12/18/2014: Hope is in the Water
Peter Vorster reflects on salmon as a messenger of hope and restored health for the San Joaquin River.
Peter Vorster has over 36 years of experience as a hydrogeographer, much of it focused on California's water resources and the landmark environmental water conflicts in the Eastern Sierra (Mono Lake and the Owens Valley) and the San Francisco Bay-Delta watershed. At The Bay Institute, Peter heads up the San Joaquin River Restoration Initiative and is a principal for the Ecological Scorecard project. He also works with the Oakland Museum on their urban creek and watershed map series
November, 19, 2012
On November 9, TBI’s Rivers and Delta Associate Greg Reis and I witnessed adult Chinook salmon swimming on the upstream side of Hills Ferry Barrier near the Merced River confluence. Seeing the salmon past the barrier was a very moving and fitting end to a Water Education Foundation tour where discussion about the San Joaquin River Restoration Program and the re-introduction of salmon focused heavily on obstacles rather than opportunities. At the end of the day, however, even some of the most skeptical water district managers were visibly excited to see the fish.Although the barrier is designed to prevent salmon from becoming stranded up-river in the dry sections that lie between the barrier and their spawning grounds, fish succeed in getting past it. Those that end up on the upstream side of barrier – and nobody is exactly sure how they do this – meet an early and unproductive death.
This fall, California Department of Fish and Game and the Bureau of Reclamation have agreed to capture and relocate all fish getting past the barrier and move them up to spawning grounds below Friant Dam where they will be allowed to swim in the upper San Joaquin River for the first time in more than half a century. As of Monday, November 19, 51 salmon have been moved; 32 of them were tagged to allow biologists to track spawning and death.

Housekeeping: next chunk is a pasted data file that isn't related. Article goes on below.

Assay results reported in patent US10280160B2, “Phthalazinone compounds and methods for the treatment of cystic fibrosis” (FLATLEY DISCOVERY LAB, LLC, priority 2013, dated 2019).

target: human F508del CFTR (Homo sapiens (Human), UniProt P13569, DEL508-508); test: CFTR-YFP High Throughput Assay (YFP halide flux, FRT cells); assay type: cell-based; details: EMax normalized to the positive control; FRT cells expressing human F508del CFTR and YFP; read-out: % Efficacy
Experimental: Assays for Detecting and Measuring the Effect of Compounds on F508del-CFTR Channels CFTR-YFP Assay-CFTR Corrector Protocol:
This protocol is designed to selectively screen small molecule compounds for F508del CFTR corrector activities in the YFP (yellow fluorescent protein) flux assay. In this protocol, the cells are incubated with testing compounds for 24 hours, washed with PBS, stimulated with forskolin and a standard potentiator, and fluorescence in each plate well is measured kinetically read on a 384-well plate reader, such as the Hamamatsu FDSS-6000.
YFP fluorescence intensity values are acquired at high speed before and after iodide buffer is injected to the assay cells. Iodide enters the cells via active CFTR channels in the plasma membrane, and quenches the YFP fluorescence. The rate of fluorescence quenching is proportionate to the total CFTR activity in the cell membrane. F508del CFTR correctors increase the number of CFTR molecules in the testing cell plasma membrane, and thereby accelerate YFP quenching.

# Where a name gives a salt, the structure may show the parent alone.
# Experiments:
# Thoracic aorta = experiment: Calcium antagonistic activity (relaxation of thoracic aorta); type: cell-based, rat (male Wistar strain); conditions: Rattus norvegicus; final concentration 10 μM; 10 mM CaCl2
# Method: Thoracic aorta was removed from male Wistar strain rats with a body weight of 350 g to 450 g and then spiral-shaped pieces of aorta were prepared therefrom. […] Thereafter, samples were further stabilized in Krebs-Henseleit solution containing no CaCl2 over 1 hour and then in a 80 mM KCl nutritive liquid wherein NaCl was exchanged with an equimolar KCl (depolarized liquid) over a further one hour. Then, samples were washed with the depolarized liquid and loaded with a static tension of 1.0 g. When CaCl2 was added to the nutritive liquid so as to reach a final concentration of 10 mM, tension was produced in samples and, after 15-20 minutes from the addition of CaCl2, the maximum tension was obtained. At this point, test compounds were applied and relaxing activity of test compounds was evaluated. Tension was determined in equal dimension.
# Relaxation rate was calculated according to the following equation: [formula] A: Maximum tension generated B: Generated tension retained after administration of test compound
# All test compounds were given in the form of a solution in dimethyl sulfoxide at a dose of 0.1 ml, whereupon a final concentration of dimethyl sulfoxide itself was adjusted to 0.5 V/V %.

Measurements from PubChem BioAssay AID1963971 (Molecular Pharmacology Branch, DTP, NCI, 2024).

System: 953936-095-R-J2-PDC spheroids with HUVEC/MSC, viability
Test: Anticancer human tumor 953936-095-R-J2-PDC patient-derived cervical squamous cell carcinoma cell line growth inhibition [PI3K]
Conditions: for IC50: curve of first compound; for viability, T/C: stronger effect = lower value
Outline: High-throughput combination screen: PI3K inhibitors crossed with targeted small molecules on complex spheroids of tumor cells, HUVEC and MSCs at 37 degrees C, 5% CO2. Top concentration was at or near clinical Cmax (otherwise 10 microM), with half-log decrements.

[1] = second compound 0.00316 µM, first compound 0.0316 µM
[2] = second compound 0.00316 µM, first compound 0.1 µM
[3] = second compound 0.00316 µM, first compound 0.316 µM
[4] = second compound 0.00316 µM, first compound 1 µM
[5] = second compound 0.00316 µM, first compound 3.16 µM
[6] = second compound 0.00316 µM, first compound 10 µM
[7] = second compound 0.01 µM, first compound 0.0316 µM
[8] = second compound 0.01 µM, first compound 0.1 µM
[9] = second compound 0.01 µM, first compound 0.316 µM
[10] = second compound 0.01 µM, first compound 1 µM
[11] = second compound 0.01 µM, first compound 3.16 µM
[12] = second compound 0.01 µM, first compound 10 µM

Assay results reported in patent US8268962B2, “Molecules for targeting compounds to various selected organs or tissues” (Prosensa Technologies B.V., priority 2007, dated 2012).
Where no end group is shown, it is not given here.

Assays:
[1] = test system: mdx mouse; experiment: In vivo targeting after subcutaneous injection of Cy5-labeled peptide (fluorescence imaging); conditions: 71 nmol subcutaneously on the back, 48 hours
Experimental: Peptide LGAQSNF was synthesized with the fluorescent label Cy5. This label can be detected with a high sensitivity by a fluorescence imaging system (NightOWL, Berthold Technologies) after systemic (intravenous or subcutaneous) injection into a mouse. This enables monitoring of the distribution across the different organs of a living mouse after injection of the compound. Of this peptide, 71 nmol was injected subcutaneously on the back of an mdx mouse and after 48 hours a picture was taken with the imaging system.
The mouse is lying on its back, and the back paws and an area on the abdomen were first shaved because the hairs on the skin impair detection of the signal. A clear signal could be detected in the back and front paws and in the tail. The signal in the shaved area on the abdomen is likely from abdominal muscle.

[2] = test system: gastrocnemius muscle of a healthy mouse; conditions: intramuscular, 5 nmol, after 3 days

My work on the San Joaquin focuses on implementing the 2006 settlement to restore fish and flow to the upper river and re-connect California's second longest river with the SF Bay. Despite the 2006 legal settlement and 2009 Federal legislation authorizing and funding the re-watering of the San Joaquin River, the river remains dry in reaches above the Merced River. Riverside landowners who both farm in the floodplain and benefit from a dry riverbed have stymied the Federal Bureau of Reclamation from releasing water down their reach of the river. TBI, along with our partners at NRDC and Trout Unlimited, are working diligently to ensure dry reaches are re-watered so that the young fish emerging from the gravels can successfully swim back to the ocean. Otherwise, some of the young fish will be trapped next spring and moved downstream.
TBI’s work to restore flows to Central Valley rivers and increase the freshwater inflow to the SF Bay has and continues to be a long and arduous process. Several recent events give us hope and increase our resolve. After many years of dismal returns, fall-run Chinook salmon are returning to spawn in numbers that appear to be the best in a decade on many rivers. November and December is a good time to see them spawn and TBI’s Salmon Viewing Map will guide you to the good places in Bay-Delta watershed to see fall-run and coho salmon spawning in the wild. Recent rains should get the Coho salmon moving up into coastal watersheds from now through January, and let’s hope their returns are as good as the fall-run Chinook.
Nature works its magic.